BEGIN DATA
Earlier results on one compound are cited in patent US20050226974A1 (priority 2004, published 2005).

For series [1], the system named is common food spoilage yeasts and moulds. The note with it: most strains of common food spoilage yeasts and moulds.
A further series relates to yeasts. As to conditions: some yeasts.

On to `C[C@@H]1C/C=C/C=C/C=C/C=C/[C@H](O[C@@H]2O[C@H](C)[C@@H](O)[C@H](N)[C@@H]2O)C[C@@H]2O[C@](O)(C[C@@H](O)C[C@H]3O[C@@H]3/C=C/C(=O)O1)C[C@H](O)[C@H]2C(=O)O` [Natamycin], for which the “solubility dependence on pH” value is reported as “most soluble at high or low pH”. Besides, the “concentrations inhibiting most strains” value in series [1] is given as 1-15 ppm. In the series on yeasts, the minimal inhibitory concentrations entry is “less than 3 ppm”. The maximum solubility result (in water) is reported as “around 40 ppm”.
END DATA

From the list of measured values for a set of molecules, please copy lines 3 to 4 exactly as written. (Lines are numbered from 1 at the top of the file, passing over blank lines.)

A further series relates to yeasts. As to conditions: some yeasts.

On to `C[C@@H]1C/C=C/C=C/C=C/C=C/[C@H](O[C@@H]2O[C@H](C)[C@@H](O)[C@H](N)[C@@H]2O)C[C@@H]2O[C@](O)(C[C@@H](O)C[C@H]3O[C@@H]3/C=C/C(=O)O1)C[C@H](O)[C@H]2C(=O)O` [Natamycin], for which the “solubility dependence on pH” value is reported as “most soluble at high or low pH”. Besides, the “concentrations inhibiting most strains” value in series [1] is given as 1-15 ppm. In the series on yeasts, the minimal inhibitory concentrations entry is “less than 3 ppm”. The maximum solubility result (in water) is reported as “around 40 ppm”.